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Laguna Beach woman tests positive for West Nile virus; first case in O.C. this year

(FILES) A mosquito is bloated with blood
West Nile virus is most commonly spread through mosquitoes that contract the virus when they feed on infected birds.
(File photo)

A Laguna Beach woman is the first person to test positive for West Nile virus in Orange County this year, the county Health Care Agency said Friday.

A routine test at a blood bank last week revealed that the woman, who is in her 70s, is infected with the virus. She did not have any symptoms, according to the agency.

West Nile virus is most commonly spread through mosquitoes that contract the virus when they feed on infected birds. Mosquito bites can spread the illness to humans and animals.

It isn’t clear where or when the Laguna woman became infected. Her name was not disclosed.

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Also on Friday, the city of Costa Mesa said a mosquito infected with West Nile has been found recently in a vector control trap in a drainage ditch at the south end of Fairview Park.

The area has been treated for mosquitoes, officials said, and will be closely monitored.

Last year in Orange County there were 36 reported human infections and one death related to West Nile.

“West Nile virus is endemic in Orange County, recurring every year during the summer months and continuing into the fall,” Dr. Eric Handler, county health officer, said in a statement.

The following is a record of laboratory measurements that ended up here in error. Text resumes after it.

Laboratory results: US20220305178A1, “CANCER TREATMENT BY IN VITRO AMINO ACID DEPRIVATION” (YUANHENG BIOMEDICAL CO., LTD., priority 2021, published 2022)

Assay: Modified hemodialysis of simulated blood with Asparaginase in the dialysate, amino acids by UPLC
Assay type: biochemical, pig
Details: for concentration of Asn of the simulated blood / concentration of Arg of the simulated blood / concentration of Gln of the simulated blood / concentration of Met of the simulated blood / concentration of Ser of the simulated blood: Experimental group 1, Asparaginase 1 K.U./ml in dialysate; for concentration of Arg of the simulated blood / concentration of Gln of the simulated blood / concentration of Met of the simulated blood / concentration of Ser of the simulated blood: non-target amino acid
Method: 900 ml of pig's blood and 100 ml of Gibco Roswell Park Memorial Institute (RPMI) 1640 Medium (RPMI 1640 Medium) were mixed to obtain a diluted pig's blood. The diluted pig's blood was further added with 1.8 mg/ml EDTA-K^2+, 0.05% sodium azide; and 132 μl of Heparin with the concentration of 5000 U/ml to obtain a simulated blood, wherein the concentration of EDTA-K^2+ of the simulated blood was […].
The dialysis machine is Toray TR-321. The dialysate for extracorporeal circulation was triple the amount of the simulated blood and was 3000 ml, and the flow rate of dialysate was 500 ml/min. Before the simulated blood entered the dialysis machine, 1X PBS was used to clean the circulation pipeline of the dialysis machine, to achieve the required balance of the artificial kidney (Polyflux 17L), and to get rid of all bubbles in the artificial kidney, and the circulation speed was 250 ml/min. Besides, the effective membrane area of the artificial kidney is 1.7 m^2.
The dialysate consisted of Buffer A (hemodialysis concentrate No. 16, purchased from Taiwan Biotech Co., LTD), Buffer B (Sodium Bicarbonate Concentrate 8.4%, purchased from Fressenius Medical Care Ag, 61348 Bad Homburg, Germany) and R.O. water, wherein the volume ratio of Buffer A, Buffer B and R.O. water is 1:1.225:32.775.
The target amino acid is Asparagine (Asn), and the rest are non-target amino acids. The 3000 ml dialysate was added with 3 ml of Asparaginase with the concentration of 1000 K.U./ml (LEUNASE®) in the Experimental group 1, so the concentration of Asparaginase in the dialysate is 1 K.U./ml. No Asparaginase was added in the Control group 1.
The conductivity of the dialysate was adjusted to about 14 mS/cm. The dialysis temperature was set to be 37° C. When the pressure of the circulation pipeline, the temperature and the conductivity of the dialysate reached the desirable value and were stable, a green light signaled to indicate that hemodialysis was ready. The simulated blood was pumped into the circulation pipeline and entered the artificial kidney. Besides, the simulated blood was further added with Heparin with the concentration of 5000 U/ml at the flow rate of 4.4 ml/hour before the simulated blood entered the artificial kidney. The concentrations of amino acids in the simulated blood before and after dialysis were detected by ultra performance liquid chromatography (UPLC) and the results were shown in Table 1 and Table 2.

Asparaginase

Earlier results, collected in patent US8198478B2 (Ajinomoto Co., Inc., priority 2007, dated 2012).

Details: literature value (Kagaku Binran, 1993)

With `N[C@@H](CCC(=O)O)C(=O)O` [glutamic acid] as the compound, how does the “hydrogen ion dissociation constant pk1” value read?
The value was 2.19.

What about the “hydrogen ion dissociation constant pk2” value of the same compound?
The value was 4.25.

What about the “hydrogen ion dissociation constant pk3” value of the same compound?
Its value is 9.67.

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Most people who become infected with West Nile virus do not experience symptoms, but about 20% will develop a fever and may have headaches, body aches, nausea, tiredness and sometimes a skin rash, according to the Health Care Agency.

Experts say people who believe they are infected should see a doctor. Symptoms such as severe headaches, neck stiffness, confusion, muscle weakness and paralysis are rare but should be treated immediately, according to the agency.

People older than 60 and those who have other illnesses, including cancer, diabetes, hypertension and kidney disease, and people who have received organ transplants are at increased risk of serious complications from the virus, according to the federal Centers for Disease Control and Prevention.

“The best way to avoid West Nile virus infection is to take precautionary measures to avoid mosquito bites,” Handler said.

To that end, the Health Care Agency recommends that people:

  • Empty all standing water on their property to reduce areas where mosquitoes may breed
  • Make sure window and door screens are in good condition
  • Use insect repellent
  • Limit outdoor activity at dawn and dusk
  • Wear long-sleeved shirts and pants when outdoors

Staff writer Luke Money contributed to this report.

hannah.fry@latimes.com

Twitter: @HannahFryTCN

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UPDATES:

7:50 p.m.: This article was updated to clarify that one mosquito was found in a trap in a drainage ditch at the south end of Fairview Park.

This article was originally published at 5:50 p.m.


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